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    I have had two batches of chicks that I kept in a large dog kennel. I only kept them in a tub for the first week. Once I put them in the do crate I placed a thick plastic table cloth (red checkered one I found in camping supplies) on the bottom and had it coming up the sides about 3-4 inches then put shavings about 2 inches thick. This helped some of the shavings stay in. Unfortunately the only space I had to keep it was in the corner of my living room by the sliding glass door. I also have a cat and she was curious but I kept her out by wrapping three sides of the crate with green plastic hardware cloth I had laying around. It just happened to be the height of the crate. My cat couldn't get her paws through the square holes. Other than being a little curious she never really bothered them. I clipped a lamp on the inside of the cage and used large sticks as roosts. Both sets of the chicks did well. My first batch stayed in the cage until they were old enough to go outside to the coop that we had been building while they were inside. The second batch of chicks stayed inside until their featehrs came in. Now they are still in the kennel a little longer but the kennel is outside in the coop so they can get acclaimated to the older chickens. I also have 2 Zebra finches so I know that they sell plastic covers or netting that can go around the base and bottom portions of bird cages to keep the bedding in if you choose to use the bird cage. Again with the light on the dog cage my chicks did fine and it wasn't to drafty. I hope some of this is helpful to you. Good luck!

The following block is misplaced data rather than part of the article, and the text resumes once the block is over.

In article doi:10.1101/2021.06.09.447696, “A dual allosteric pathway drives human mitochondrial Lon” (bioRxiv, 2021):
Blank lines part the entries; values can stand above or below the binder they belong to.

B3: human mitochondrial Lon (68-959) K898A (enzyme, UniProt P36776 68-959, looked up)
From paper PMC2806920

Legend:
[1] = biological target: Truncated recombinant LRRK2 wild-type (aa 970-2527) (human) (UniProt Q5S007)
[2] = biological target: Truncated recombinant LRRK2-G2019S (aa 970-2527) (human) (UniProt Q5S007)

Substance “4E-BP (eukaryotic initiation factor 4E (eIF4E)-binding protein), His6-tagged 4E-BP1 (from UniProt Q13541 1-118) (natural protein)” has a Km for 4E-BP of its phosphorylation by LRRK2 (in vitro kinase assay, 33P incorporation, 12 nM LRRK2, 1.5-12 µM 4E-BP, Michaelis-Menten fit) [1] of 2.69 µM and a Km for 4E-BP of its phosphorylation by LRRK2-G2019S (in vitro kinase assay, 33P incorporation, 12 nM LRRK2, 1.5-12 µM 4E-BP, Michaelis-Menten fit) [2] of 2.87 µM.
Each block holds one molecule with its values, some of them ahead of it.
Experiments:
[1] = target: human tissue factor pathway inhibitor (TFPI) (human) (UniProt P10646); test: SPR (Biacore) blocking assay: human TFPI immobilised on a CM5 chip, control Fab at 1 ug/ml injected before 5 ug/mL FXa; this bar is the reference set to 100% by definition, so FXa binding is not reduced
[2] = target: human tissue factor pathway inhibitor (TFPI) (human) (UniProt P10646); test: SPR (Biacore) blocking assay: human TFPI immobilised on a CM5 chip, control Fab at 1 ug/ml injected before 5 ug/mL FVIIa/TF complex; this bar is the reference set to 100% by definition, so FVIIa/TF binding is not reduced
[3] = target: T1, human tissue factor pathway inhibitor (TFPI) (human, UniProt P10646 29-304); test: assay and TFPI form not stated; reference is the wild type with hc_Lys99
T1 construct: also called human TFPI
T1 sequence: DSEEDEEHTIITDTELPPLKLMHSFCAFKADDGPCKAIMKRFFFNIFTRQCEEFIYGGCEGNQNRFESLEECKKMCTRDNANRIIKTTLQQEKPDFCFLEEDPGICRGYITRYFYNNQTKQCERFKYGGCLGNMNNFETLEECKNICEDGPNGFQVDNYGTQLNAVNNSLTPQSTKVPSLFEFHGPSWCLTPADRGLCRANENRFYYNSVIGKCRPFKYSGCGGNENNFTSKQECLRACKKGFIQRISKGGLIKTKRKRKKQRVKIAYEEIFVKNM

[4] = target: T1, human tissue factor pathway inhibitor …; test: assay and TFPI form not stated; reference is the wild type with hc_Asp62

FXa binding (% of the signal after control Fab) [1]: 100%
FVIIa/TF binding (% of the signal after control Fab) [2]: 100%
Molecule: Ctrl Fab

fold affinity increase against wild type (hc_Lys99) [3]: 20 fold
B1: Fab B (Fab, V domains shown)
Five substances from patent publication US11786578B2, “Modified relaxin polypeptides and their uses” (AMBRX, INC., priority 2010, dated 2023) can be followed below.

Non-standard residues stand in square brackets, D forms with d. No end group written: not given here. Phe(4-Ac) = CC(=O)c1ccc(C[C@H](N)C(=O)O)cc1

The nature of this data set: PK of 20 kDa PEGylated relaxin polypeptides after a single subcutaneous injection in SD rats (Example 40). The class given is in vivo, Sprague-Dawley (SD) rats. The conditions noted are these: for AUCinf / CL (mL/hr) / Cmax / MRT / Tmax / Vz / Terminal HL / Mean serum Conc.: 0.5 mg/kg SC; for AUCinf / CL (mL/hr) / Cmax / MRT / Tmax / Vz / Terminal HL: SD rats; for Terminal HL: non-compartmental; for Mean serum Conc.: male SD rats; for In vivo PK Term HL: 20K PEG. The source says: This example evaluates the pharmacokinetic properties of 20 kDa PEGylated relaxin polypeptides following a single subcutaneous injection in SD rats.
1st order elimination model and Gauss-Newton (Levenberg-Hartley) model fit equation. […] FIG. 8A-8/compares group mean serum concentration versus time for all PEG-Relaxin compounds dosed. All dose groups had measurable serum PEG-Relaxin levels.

7. stevetone

    stevetone Chicken Advocate

    Be sure that you disinfect the cage thoroughly before you put them in there. You've had other birds in the cage, and you never know what they may have left behind.
     
  8. Nuklear

    Nuklear Chillin' With My Peeps

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    Thanks for your replies!

    I've decided that I'll try and find a large cardboard box to house them in rather than having them in a cage. Like you guys said, they'll kick the bedding out of the cage and I've tried putting cardboard around it, but it won't really stay. I would also hate to constantly vacuum the mess, possibly scaring the chicks with the loud noise it makes.

    As for the dust, will a air purifier help?
     
  9. mommamarsh

    mommamarsh Out Of The Brooder

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    Check with "U-Haul" store for very good cardboard boxes.They come in many sizes .You could make a lid from a 2x4 (or 2x2) covered with hardware cloth or screen
    wire to keep Kitty out.Best of luck!
     
  10. featheredmom

    featheredmom Out Of The Brooder

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    Plastic rubbermaid/sterelite boxes work the best, my chicks like to spill water(regardless of the container used) and they poop which will also go right through the cardboard. We have a cardboard "sick box" for any babies that need extra attention, we have to replace the box every 3-4 days due to wetness in the box...they are really unbelievably messy. You can get by with a $5 bin and when you are finished with it clean it up and use it for something else or keep it around for the next batch of chick-they are very addictive so there will likely be a "next time."

    We currently have 40 with another 50 that shipped out yesterday...the amount of work involved is beyond comprehension and cardboard would only make it worse.